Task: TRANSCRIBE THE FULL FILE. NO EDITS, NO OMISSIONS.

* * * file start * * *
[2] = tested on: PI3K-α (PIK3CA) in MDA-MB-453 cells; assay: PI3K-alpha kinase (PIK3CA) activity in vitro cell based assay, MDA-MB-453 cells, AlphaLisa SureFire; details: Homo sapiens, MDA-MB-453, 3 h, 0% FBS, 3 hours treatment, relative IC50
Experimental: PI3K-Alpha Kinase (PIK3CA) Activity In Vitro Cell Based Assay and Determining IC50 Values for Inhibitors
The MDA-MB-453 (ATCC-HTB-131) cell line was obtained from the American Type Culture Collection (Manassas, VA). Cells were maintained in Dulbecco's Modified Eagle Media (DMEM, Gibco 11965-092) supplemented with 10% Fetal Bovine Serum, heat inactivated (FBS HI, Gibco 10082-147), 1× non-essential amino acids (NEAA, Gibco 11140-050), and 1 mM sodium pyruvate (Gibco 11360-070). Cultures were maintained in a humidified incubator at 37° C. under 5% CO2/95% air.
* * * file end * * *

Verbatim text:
[2] = tested on: PI3K-α (PIK3CA) in MDA-MB-453 cells; assay: PI3K-alpha kinase (PIK3CA) activity in vitro cell based assay, MDA-MB-453 cells, AlphaLisa SureFire; details: Homo sapiens, MDA-MB-453, 3 h, 0% FBS, 3 hours treatment, relative IC50
Experimental: PI3K-Alpha Kinase (PIK3CA) Activity In Vitro Cell Based Assay and Determining IC50 Values for Inhibitors
The MDA-MB-453 (ATCC-HTB-131) cell line was obtained from the American Type Culture Collection (Manassas, VA). Cells were maintained in Dulbecco's Modified Eagle Media (DMEM, Gibco 11965-092) supplemented with 10% Fetal Bovine Serum, heat inactivated (FBS HI, Gibco 10082-147), 1× non-essential amino acids (NEAA, Gibco 11140-050), and 1 mM sodium pyruvate (Gibco 11360-070). Cultures were maintained in a humidified incubator at 37° C. under 5% CO2/95% air.